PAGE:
38. How Mr. Winkle, when he stepped out of the Frying-pan, walked gently and comfortably into the Fire 
39. Mr. Samuel Weller, being intrusted with a Mission of Love, proceeds to execute it; with what Success will hereinafter appear 
40. Introduces Mr. Pickwick to a new and not uninteresting Scene in the great Drama of Life 
41. What befell Mr. Pickwick when he got into the Fleet; what Prisoners he saw there; and how he passed the Night 
42. Illustrative, like the preceding one, of the old Proverb, that Adversity brings a Man acquainted with strange Bedfellows—Likewise containing Mr. Pickwick’s extraordinary and startling Announcement to Mr. Samuel Weller 
43. Showing how Mr. Samuel Weller got into Difficulties 
44. Treats of divers little Matters which occurred in the Fleet, and of Mr. Winkle’s mysterious Behaviour; and shows how the poor Chancery Prisoner obtained his Release at last 
45. Descriptive of an affecting Interview between Mr. Samuel Weller and a Family Party. Mr. Pickwick makes a Tour of the         diminutive World he inhabits, and resolves to mix with it, in Future, as little as possible 
46. Records a touching Act of delicate Feeling not unmixed with Pleasantry, achieved and performed by Messrs. Dodson and Fogg 
47. Is chiefly devoted to Matters of Business, and the temporal Advantage of Dodson and Fogg—Mr. Winkle reappears under extraordinary Circumstances—Mr. Pickwick’s Benevolence proves stronger than his Obstinacy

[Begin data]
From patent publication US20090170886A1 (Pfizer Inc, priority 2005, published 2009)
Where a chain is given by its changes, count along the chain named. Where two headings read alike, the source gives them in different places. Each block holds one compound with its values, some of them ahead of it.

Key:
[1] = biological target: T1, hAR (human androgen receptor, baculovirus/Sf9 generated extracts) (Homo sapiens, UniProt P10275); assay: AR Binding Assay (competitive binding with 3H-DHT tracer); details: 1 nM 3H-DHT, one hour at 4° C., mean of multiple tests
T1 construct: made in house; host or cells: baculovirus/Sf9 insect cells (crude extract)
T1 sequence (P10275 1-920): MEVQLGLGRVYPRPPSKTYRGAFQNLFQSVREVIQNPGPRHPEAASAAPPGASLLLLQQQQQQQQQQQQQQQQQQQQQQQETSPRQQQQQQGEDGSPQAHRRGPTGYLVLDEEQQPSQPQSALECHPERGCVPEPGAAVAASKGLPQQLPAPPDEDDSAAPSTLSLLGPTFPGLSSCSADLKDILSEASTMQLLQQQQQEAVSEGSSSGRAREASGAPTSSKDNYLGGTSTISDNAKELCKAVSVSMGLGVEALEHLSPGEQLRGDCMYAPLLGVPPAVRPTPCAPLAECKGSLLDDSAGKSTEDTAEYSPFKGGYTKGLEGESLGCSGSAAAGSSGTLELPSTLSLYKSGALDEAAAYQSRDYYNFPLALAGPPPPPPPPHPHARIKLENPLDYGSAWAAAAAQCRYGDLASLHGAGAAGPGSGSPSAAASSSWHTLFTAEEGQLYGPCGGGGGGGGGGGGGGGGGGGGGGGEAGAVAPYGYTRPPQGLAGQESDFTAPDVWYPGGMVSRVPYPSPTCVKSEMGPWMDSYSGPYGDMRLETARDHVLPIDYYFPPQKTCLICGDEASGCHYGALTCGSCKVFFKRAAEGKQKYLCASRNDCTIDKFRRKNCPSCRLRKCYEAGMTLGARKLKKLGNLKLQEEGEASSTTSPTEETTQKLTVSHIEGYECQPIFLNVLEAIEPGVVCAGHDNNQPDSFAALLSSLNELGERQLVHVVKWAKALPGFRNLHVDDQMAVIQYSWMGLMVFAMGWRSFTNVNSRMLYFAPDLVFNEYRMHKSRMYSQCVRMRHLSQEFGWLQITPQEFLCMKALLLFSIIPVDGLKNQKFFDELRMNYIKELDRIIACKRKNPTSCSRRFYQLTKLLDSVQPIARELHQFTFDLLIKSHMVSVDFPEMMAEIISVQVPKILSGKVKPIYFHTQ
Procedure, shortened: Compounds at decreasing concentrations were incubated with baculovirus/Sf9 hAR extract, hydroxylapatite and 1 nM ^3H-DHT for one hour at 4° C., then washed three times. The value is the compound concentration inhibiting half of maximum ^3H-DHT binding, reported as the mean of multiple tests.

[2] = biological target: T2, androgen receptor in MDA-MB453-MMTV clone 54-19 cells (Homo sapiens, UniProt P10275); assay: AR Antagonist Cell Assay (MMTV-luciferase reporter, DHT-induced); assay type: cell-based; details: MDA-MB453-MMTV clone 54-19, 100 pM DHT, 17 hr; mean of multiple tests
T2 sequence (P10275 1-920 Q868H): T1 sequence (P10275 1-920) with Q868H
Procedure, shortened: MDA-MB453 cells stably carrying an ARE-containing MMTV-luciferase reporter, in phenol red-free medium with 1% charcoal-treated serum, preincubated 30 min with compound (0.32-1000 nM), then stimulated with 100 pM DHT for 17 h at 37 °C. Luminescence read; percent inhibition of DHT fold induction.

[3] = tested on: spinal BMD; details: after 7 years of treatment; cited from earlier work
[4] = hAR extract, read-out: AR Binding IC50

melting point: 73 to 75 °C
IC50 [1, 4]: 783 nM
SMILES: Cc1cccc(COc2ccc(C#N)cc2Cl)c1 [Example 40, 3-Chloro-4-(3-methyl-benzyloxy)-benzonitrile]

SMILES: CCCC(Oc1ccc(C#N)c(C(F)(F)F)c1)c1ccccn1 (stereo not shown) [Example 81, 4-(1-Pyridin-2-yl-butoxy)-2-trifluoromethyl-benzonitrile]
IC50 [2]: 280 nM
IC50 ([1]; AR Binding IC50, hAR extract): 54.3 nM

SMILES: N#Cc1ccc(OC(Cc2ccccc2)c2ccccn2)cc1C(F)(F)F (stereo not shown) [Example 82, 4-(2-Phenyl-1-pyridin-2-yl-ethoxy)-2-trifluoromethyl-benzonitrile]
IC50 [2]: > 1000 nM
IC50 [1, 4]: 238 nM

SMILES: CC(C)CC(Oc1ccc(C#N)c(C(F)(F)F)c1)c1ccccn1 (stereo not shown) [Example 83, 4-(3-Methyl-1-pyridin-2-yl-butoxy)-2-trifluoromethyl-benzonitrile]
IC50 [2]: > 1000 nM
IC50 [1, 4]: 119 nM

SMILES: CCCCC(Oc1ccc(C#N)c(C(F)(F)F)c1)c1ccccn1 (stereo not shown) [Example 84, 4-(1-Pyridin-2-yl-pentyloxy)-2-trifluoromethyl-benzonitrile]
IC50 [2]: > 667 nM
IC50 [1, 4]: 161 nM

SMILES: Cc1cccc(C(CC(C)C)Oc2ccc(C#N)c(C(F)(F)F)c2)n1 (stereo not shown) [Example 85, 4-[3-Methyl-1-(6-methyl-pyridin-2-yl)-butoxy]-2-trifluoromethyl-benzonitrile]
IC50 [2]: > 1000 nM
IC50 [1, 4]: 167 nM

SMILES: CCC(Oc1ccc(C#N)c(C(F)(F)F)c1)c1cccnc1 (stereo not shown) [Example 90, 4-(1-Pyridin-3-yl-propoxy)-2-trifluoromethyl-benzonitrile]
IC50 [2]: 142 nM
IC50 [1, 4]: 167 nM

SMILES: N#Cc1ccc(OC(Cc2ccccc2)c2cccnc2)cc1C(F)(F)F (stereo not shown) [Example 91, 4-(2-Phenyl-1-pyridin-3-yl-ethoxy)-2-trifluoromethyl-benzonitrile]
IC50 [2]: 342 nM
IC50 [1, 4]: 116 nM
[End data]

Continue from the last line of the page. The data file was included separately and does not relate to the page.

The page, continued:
48. Relates how Mr. Pickwick, with the Assistance of Samuel Weller, essayed to soften the Heart of Mr. Benjamin Allen, and to mollify the Wrath of Mr. Robert Sawyer 
49. Containing the Story of the Bagman’s Uncle 
50. How Mr. Pickwick sped upon his Mission, and how he was reinforced in the Outset by a most unexpected Auxiliary 
51. In which Mr. Pickwick encounters an old Acquaintance—To which fortunate Circumstance the Reader is mainly indebted for Matter of thrilling Interest herein set down, concerning two great Public Men of Might and Power 
52. Involving a serious Change in the Weller Family, and the untimely Downfall of Mr. Stiggins 
53. Comprising the final Exit of Mr. Jingle and Job Trotter, with a great Morning of business in Gray’s Inn Square—Concluding with a Double Knock at Mr. Perker’s Door 
54. Containing some Particulars relative to the Double Knock, and other Matters: among which certain interesting Disclosures relative to Mr. Snodgrass and a Young Lady are by no Means irrelevant to this History 
55. Mr. Solomon Pell, assisted by a Select Committee of Coachmen, arranges the affairs of the elder Mr. Weller 
56. An important Conference takes place between Mr. Pickwick and Samuel Weller, at which his Parent assists—An old Gentleman in a snuff-coloured Suit arrives unexpectedly 
57. In which the Pickwick Club is finally dissolved, and everything concluded to the Satisfaction of Everybody